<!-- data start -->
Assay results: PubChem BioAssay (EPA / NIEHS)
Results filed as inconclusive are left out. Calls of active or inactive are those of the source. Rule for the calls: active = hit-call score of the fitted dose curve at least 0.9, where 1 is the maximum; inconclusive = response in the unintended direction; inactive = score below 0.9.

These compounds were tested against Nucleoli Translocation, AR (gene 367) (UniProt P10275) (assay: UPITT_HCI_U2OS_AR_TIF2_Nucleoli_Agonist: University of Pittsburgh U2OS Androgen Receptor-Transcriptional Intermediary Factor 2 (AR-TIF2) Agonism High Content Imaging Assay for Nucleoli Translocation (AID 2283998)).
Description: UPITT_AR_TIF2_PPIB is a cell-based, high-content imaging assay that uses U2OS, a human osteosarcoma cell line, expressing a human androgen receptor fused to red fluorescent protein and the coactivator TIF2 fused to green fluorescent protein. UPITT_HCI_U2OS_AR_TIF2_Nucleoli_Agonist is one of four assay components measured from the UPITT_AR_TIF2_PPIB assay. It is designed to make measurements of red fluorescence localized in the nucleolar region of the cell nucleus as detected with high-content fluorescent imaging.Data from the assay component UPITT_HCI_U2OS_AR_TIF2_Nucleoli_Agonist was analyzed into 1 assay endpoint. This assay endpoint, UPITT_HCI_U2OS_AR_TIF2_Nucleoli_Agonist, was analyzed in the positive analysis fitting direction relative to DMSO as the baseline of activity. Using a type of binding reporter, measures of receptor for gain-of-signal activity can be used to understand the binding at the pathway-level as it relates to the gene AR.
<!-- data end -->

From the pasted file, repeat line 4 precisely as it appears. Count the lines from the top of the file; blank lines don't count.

Description: UPITT_AR_TIF2_PPIB is a cell-based, high-content imaging assay that uses U2OS, a human osteosarcoma cell line, expressing a human androgen receptor fused to red fluorescent protein and the coactivator TIF2 fused to green fluorescent protein. UPITT_HCI_U2OS_AR_TIF2_Nucleoli_Agonist is one of four assay components measured from the UPITT_AR_TIF2_PPIB assay. It is designed to make measurements of red fluorescence localized in the nucleolar region of the cell nucleus as detected with high-content fluorescent imaging.Data from the assay component UPITT_HCI_U2OS_AR_TIF2_Nucleoli_Agonist was analyzed into 1 assay endpoint. This assay endpoint, UPITT_HCI_U2OS_AR_TIF2_Nucleoli_Agonist, was analyzed in the positive analysis fitting direction relative to DMSO as the baseline of activity. Using a type of binding reporter, measures of receptor for gain-of-signal activity can be used to understand the binding at the pathway-level as it relates to the gene AR.